Who is Darwin Blanch? The 16-year-old playing Rafael Nadal at the Madrid Open today

Darwin Blanch, 16, ahead of facing the 37-year-old Rafael Nadal in the first round of the Madrid Open  (Getty Images)
Darwin Blanch, 16, ahead of facing the 37-year-old Rafael Nadal in the first round of the Madrid Open (Getty Images)

Darwin Blanch was speechless when the draw for the Madrid Open was made and his first-round opponent was revealed.

The 16-year-old American, ranked just outside the top 1,000 in the world, is making just his second appearance at a major ATP Tour event after receiving a wildcard to the main draw.

There, Blanch will play none other than 22-time grand slam champion Rafael Nadal, the ‘King of Clay’ and a living legend in the Spanish capital. Born in September 2007, Blanch’s reaction to drawing Nadal was in itself incredibly Gen-Z: “guys I play nadal wtf”, Blanch posted on his Snapchat. One of Blanch’s friends took a screenshot, and it went viral from there.

Nadal was already a three-time grand slam champion when Blanch was born; he was less than a year old when Nadal defeated Roger Federer in the 2008 Wimbledon final, in arguably the greatest tennis match of all time.

In Madrid, where the 37-year-old Nadal may be playing for the final time, Blanch will face an icon of the sport in just his second match of the professional tour: “I’m really excited, obviously a little bit nervous,” he said. “But I’m just really happy to be playing against Rafa. I’m ready to go out and just enjoy every moment.”

Blanch has an interesting backstory, one he describes as a “wild journey”. Born in Florida, he grew up in Thailand and Argentina and now lives and trains in Spain. Already 6’ 2” in height, the teenager speaks English, Spanish, Chinese and Thai.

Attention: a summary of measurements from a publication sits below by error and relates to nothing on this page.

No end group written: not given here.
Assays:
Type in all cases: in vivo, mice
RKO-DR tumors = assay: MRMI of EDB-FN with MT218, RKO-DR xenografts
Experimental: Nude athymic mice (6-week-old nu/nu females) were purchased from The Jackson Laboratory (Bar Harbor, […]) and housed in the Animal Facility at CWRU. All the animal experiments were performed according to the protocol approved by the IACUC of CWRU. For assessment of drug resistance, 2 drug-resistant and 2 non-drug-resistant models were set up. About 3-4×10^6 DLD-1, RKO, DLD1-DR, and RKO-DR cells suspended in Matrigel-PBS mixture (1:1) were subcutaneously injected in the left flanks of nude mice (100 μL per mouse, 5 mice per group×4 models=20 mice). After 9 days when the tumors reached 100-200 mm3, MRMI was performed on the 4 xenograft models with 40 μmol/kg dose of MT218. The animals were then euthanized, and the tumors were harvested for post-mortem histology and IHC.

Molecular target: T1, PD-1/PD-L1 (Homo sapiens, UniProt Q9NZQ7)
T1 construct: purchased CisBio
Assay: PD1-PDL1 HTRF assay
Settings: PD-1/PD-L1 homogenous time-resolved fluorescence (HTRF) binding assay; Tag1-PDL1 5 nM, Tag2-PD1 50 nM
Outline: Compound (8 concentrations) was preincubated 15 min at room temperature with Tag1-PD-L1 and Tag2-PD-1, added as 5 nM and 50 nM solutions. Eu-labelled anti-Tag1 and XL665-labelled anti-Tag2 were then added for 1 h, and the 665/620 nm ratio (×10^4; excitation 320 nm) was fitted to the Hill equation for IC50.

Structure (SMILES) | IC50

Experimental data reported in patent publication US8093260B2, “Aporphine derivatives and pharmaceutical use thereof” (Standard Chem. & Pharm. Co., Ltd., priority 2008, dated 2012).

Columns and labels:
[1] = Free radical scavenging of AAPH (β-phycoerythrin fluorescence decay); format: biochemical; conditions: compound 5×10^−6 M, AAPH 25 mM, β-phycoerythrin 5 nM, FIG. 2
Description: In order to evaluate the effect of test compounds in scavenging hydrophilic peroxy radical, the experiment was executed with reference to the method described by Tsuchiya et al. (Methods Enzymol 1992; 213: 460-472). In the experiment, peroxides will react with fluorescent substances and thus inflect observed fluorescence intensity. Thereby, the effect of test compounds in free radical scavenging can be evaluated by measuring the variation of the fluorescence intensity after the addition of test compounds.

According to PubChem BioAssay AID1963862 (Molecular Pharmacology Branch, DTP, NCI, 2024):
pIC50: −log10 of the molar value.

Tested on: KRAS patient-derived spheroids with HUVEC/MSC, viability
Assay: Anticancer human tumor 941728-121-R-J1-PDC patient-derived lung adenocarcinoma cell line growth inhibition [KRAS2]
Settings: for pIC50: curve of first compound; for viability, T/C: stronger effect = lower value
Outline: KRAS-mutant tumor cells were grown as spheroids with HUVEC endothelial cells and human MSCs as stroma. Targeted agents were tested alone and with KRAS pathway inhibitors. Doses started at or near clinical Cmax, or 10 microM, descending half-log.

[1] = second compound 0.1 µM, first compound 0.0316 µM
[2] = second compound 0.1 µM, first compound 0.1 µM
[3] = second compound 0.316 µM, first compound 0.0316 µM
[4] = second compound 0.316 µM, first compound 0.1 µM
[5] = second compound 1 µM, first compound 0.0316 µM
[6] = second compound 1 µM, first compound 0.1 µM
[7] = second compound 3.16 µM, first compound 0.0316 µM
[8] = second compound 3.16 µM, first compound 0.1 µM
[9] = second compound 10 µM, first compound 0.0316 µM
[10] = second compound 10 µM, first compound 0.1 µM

Blanch moved to Thailand when he was just one-week-old due to his dad’s work. He lived there until he was eight, growing up playing tennis in his backyard with his brothers, who are also now tennis players. He continued training after moving to South America, before relocating back to the country of his birth at the United States Training Academy in Orlando. After that, he moved to the Ferrero Tennis Academy in Alicante, where he has trained with two-time grand slam champion Carlos Alcaraz, who offered Blanch some advice ahead of his meeting with Nadal.

“I’ve practised with him a few times in the academy,” Alcaraz said. “I know that he has good tennis. He plays very well for his age. I told him just to enjoy the moment [against Nadal]. This moment is going to be really helpful to his career.”

Blanch finished 2023 as the ninth-ranked junior in the world (he reached the semi-finals of the Wimbledon boy’s singles last year) before receiving a wildcard for the Miami Open, where he played Thomas Machac in the opening round.

But the Madrid Open draw handed Blanch the opportunity of a lifetime and a victory against Nadal would instantly become one of the biggest shocks in the history of the sport.